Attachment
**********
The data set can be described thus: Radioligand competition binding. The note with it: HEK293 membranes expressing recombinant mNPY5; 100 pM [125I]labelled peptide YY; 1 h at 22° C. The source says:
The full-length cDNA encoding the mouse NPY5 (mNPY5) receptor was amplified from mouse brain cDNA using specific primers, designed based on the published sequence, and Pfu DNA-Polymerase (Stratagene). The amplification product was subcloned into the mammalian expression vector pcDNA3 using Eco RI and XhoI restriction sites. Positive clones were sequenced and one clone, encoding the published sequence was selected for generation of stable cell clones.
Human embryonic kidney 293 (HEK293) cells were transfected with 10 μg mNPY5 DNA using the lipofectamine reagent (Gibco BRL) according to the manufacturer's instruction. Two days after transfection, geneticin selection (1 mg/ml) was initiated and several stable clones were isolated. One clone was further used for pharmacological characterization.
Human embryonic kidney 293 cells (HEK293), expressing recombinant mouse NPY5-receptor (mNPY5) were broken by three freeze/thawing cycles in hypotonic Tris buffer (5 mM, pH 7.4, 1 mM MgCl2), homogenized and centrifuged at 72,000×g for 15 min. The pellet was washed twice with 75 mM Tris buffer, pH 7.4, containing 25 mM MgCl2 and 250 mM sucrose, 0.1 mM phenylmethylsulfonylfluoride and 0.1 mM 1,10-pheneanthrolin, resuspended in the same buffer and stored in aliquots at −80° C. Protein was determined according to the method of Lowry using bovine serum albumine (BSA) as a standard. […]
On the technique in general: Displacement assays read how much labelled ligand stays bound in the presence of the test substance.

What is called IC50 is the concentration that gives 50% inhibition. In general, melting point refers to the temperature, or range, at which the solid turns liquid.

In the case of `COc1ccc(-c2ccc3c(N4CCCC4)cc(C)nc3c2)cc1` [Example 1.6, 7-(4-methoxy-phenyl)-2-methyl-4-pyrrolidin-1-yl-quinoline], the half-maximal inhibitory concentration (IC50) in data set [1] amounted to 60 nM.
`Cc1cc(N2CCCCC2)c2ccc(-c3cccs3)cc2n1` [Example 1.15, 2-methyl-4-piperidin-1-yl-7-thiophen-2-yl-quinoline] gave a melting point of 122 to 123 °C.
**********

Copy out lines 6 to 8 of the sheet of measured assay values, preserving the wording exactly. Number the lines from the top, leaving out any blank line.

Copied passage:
What is called IC50 is the concentration that gives 50% inhibition. In general, melting point refers to the temperature, or range, at which the solid turns liquid.

In the case of `COc1ccc(-c2ccc3c(N4CCCC4)cc(C)nc3c2)cc1` [Example 1.6, 7-(4-methoxy-phenyl)-2-methyl-4-pyrrolidin-1-yl-quinoline], the half-maximal inhibitory concentration (IC50) in data set [1] amounted to 60 nM.
`Cc1cc(N2CCCCC2)c2ccc(-c3cccs3)cc2n1` [Example 1.15, 2-methyl-4-piperidin-1-yl-7-thiophen-2-yl-quinoline] gave a melting point of 122 to 123 °C.